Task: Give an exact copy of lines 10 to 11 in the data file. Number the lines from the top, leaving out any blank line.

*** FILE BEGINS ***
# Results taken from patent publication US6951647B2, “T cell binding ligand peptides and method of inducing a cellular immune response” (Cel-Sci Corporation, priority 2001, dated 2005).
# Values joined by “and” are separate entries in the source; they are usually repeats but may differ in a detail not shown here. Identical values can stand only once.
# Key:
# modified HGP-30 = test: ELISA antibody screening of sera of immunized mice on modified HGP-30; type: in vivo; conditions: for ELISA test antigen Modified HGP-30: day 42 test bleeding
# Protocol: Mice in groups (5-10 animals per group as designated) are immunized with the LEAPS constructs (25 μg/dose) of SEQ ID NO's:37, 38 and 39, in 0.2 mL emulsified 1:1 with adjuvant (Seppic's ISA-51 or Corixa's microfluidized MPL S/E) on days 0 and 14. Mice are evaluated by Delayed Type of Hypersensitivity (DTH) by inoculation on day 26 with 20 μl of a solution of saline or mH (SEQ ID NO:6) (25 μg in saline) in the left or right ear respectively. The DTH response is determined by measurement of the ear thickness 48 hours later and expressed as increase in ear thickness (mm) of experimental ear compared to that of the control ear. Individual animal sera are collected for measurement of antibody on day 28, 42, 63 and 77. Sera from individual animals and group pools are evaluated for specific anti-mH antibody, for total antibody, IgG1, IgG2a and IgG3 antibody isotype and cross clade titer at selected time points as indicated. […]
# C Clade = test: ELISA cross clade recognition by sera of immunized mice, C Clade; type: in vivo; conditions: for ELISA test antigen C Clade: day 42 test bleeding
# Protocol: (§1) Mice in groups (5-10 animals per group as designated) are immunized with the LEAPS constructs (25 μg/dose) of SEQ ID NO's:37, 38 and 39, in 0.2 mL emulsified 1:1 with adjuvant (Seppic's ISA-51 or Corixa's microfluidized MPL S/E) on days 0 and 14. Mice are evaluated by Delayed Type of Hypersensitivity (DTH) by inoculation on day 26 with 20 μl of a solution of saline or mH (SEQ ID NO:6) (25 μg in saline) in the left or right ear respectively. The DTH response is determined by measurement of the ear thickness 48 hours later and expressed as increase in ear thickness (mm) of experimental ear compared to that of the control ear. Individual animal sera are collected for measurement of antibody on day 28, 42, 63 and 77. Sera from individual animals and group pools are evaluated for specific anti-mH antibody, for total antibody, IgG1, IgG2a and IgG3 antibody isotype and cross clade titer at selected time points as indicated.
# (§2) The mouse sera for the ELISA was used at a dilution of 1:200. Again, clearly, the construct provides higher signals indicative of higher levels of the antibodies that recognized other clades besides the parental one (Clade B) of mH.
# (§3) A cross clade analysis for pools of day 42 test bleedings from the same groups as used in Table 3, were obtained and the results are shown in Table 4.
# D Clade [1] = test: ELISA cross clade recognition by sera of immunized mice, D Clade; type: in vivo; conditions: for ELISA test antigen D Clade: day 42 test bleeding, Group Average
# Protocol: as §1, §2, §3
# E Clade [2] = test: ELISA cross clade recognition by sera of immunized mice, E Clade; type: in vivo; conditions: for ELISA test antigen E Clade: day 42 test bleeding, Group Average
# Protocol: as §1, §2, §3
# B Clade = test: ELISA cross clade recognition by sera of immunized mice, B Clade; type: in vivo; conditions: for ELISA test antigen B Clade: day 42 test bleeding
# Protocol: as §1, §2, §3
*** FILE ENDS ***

# D Clade [1] = test: ELISA cross clade recognition by sera of immunized mice, D Clade; type: in vivo; conditions: for ELISA test antigen D Clade: day 42 test bleeding, Group Average
# Protocol: as §1, §2, §3